REACh / SVHC as a driving force
“REACh” is the regulation on Registration, Evaluation, Authorisation and Restriction of Chemicals. It entered into force on June 1, 2007. It streamlines and improves the former legislative framework on chemicals of the European Union (EU). The main aims of REACh are to ensure a high level of protection of human health and the environment from the risks that can be posed by chemicals, the promotion of alternative test methods, the free circulation of substances on the internal market and the enhancement of competitiveness and innovation. REACh makes industry responsible for assessing and managing the risks posed by chemicals and providing appropriate safety information to their users. In parallel, the European Union can take additional measures on highly dangerous substances, where there is a need for complementing action at EU level.”4 As a result of REACh, the production and use of chemicals is regulated. Substances that are produced and/or used in amounts of more than 1000 kg/year must be registered and a risk assessment must be performed. In addition to the REACh regulation, substances with high risks will be listed on the SVHC list. Once a substance has entered the list, the applicants and producer must demonstrate that the socioeconomic benefit of using this substance is higher than the risk of using it. The goal is obvious: make a socioeconomic analysis, check which process is the “best” concerning REACh and avoid substances of risk if possible. If it is necessary to use substances of concern, this must be reported to ECHA (European Chemical Agency) and a request made for the document that approves their usage. The applicants must show excellent reasons to obtain usage approval for a given time.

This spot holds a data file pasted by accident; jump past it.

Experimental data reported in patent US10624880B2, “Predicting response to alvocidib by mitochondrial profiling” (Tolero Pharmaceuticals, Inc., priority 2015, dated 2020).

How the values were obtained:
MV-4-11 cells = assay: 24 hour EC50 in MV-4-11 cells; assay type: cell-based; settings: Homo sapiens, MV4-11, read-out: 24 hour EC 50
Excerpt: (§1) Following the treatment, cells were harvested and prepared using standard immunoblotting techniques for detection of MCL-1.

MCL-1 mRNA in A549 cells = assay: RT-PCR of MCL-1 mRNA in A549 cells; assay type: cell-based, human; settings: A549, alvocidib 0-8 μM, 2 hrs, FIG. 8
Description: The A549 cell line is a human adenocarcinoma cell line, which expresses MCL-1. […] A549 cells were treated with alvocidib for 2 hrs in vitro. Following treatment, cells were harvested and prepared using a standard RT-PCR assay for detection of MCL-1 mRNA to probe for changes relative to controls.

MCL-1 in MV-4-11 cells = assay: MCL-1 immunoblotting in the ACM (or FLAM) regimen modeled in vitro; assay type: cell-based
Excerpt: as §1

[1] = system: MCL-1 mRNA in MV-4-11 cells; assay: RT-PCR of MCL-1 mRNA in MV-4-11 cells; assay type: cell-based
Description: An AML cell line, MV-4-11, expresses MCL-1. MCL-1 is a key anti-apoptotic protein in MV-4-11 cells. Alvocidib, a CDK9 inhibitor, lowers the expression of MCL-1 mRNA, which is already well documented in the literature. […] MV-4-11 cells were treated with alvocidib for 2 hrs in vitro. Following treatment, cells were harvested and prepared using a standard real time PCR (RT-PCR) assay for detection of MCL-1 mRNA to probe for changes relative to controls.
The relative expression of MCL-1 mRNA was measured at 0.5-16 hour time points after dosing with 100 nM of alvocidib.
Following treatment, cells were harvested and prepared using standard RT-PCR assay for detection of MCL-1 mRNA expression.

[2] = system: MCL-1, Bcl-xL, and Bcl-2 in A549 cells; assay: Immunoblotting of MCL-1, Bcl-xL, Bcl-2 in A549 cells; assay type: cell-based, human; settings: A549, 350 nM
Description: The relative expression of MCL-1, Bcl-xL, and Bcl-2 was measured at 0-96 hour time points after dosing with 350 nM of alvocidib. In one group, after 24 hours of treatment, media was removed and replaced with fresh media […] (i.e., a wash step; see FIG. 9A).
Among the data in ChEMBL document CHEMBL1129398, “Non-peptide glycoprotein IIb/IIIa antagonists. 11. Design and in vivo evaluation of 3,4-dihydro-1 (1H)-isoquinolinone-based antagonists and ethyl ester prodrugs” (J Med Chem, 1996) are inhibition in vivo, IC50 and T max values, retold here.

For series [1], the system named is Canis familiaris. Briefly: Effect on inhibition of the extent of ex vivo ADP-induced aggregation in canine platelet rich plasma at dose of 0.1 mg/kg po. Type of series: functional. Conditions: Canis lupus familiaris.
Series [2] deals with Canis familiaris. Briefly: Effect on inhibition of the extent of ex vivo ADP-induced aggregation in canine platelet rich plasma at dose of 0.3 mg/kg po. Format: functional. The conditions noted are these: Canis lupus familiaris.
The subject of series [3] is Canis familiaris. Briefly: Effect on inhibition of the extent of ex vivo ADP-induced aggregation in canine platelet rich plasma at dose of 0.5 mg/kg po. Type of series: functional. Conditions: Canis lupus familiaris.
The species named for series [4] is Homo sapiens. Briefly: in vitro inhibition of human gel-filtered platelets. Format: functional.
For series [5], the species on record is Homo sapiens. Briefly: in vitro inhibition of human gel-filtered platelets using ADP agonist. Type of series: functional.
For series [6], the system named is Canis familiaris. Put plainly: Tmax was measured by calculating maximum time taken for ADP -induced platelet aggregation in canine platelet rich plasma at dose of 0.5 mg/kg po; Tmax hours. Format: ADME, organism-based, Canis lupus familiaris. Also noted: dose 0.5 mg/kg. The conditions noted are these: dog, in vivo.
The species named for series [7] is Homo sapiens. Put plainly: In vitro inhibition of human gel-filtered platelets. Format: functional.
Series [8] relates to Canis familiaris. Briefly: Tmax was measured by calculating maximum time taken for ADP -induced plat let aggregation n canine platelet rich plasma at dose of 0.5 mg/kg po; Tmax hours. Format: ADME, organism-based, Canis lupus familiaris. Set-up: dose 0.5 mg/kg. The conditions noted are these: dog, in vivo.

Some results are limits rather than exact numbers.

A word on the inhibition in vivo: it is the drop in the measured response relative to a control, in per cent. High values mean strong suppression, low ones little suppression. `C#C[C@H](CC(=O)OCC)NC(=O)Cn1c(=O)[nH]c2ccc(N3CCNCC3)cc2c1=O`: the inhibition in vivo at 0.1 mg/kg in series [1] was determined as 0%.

SVHC and passivates for zinc and zinc alloys
The SVHC candidate list already contains some prominent members of the class “Corrosion Protection Chemicals for Zinc,” such as hexavalent chromium compounds and cobalt salts. For these substances a dossier has been collected and published. Table 1 summarizes the substances that are under investigation which may affect the plating industry.
Table 1 - SVHC candidate list: Substances that are under investigation extracted for the plating industry. Yellow background denotes typical substances that may be used for the corrosion protection of zinc and zinc alloys.3
Reason for inclusion
|Boric acid ||Toxic for reproduction (Article 57c). |
|Disodium Tetraborate, anhydrous ||Toxic for reproduction (Article 57c). |